During her first pregnancy in 2008, Jacqueline was in labor for a day before she was taken to Muyombe Clinic and then on to Isoka District Hospital. Her baby was removed using forceps and the baby was still born. Then she began to leak feces and urine.
At a recent community meeting, Jacqueline Kanyika danced just like the other villagers. Ten years ago, this wouldn’t have been possible because she had obstetric fistula.
“In terms of sickness, I was OK,” the 26-year-old said. “The hardest part was moving around with urine and drying the cloths.”
During her first pregnancy in 2008, she was in labor for a day before she was taken to Muyombe Clinic and then on to Isoka District Hospital. Her baby was removed using forceps and the baby was still born. While she was in Isoka, she noticed that feces and urine were leaking out of her. She stayed at Isoka for a month and hoped she would get better, but nothing ever improved. It turns out she had both vagina fistula and rectovaginal fistula.
She eventually returned to her village of Chanama in Mafinga District. When she returned, she heard they treat such injuries in Malawi, which is just across the border. She headed to Muzuzu where her rectovaginal fistula was treated, but her vaginal fistula remained.
She returned to her village and tried a traditional healer, but the problem remained. She would go through numerous pads each day. Finally, she heard through the community that there was someone at Chilonga Mission Hospital who could treat the second fistula. Jacqueline met with a Community Health Volunteer from Fistula Foundation, and in February of 2018, an appointment was made.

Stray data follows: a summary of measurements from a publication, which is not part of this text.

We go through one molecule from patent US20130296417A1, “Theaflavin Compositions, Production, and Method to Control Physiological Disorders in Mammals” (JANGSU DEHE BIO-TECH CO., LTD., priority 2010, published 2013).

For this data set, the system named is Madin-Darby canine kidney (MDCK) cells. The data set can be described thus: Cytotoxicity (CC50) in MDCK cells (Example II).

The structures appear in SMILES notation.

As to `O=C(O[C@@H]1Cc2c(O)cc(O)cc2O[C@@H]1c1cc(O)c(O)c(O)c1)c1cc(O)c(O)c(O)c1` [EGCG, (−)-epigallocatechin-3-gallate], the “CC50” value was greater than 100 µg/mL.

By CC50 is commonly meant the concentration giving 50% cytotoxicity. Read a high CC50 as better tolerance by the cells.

Receiving treatment at Chilonga Mission Hospital, Jacqueline said she was very excited.
Though her husband stayed with her throughout the 10 years, he used to speak about the fistula often, making Jacqueline uneasy. Unlike some other women who experience the condition, Jacqueline remained closely bonded to her friends, saying it was necessary to continue to get through each day.
“This is a big problem,” she said. “I couldn’t handle it alone. I needed friends.”
She found friends in the community recently during a Fistula Foundation mobilization, where she told her story and danced with the other women, showing that she was dry.
With an eye toward the future, Jacqueline hopes to start maize farming and selling produce to make money. She will then use that money to buy items to sell at the market.
“I never imagined getting better,” she said. “I’m thankful to the Fistula Foundation.”
This story was written by Kristi Eaton in 2018 for Fistula Foundation’s Writer in Residence program.